The BRA's stated reason for the delay dodges the salient fact that local elected officials want the project modified -- a stance reiterated by District 9 City Councilor Mark Ciommo as recently as last week.
A group of North Allston-Brighton residents had recently written to the BRA Board requesting the delay:
[The residents] said the planning process was “tainted by a project manager biased against the residents of Allston and Brighton,” referring to a number of e-mails recently released by a [Public Records Law] request in which senior BRA project manager Jay Rourke expresses frustration with Allston-Brighton residents for their continued resistance to the proposed Charlesview Development project.The BRA gave a different reason for the delay, namely, that it had something to do with the future plans of the Brookline Machinery site, which is not part of the current development proposal. BRA senior project manager Jay Rourke emailed today:
The BRA feels that the Charlesview redevelopment project has completed the public process and is ready for consideration by the BRA Board of Directors for approval. Nonetheless, it will be removed from tomorrow night’s agenda because there is no finalized agreement between Harvard University and the BRA concerning the future of the adjacent Brookline Machinery site. The public hearing will be rescheduled and re-advertised once a satisfactory agreement with Harvard has been achieved.The real reason? The A-B elected officials are not in support of the current proposal without significant modification, such as including the Brookline Machinery lot as part of the project. As I wrote several weeks ago, all A-B elected officials wrote in October to the BRA:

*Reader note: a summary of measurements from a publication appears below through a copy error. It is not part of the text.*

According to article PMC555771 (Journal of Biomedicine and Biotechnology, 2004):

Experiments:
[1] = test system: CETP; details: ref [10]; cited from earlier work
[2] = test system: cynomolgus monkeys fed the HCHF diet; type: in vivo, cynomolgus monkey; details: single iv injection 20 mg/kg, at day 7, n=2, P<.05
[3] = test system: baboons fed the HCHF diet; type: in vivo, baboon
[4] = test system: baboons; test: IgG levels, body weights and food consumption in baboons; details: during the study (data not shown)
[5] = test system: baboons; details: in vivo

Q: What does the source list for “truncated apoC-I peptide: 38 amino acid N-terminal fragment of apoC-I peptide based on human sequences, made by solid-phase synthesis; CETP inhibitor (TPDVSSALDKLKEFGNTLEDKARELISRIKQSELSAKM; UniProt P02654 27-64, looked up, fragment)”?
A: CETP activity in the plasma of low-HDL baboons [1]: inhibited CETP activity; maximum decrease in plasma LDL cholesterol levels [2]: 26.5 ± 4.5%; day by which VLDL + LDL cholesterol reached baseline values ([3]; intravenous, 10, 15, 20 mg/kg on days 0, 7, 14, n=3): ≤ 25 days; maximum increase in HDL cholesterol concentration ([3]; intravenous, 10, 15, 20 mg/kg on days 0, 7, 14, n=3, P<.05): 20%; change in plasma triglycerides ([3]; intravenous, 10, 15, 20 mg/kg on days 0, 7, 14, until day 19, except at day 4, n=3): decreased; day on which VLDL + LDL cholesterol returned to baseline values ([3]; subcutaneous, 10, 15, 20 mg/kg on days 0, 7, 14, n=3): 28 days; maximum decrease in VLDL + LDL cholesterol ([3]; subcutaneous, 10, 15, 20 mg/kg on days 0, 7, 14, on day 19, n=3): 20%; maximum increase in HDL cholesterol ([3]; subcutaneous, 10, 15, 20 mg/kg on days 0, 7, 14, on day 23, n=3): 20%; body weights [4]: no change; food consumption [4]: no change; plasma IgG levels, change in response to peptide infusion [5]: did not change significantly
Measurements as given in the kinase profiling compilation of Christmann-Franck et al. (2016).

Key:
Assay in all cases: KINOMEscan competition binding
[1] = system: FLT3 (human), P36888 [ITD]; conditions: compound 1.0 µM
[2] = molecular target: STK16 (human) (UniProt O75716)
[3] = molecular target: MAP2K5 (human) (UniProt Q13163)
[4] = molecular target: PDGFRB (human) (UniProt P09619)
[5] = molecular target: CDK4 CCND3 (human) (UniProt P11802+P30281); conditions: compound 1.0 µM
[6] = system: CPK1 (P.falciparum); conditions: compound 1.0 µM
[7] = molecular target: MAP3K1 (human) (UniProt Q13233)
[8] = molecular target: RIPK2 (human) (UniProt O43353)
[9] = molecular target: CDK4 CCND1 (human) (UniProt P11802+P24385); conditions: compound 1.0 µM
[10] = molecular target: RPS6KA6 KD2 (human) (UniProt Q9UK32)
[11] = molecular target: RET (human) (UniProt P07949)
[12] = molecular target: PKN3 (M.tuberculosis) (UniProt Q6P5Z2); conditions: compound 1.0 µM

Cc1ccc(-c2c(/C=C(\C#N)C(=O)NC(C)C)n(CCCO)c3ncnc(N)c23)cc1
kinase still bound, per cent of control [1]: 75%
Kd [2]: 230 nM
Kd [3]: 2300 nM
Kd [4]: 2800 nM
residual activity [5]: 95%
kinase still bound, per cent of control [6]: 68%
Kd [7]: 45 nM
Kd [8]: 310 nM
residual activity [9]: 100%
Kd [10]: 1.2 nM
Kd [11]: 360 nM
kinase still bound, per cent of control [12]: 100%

They wrote requesting the BRA and developer to: expand the area of land in the development to include the Brookline Machine building; reduce the number of rental units (those that are beyond the low-income units for the current Charlesview tenants); reduce overall the project's density; increase the number of home ownership units; reduce of the height of the eight-story Telford Street building; express a concern about a "lack of open and recreational space" in the project; increase the amount of retail space; and halt further development of Harvard property in North Allston-Brighton until "significant development of the Holton Street Corridor is realized." Pretty broad stuff which will take a while for the BRA and the project's developers to modify and accommodate.Councilor Ciommo reiterated his position last week at a meeting of neighborhood residents:
Ciommo supports many of the requests of the ABNNF.With opposition to the current version of the project coming from both residents and elected officials, the BRA had little choice but to put off the project's consideration until changes can be made to it.
“It better be different than the one that was presented at the last meeting at the Honan Library, or I won’t support it,” said Ciommo.
Asked what would happen if the BRA approves the plan, Ciommo said, “Then they’ve stepped over the community.”
Update (11/17/09): The Boston Globe has an article here. BRA Director John Palmieri told the Globe that he had promised to have a commitment from Harvard about developing the Brookline Machinery site -- which has yet to happen. The Globe concludes that "the move is an effort to placate Allston neighbors, who insisted additional housing be built on that site to help create a more vibrant neighborhood with residences, shops, and Harvard’s planned $1 billion science complex."
Image of proposed Charlesview development from the Charlesview.org website.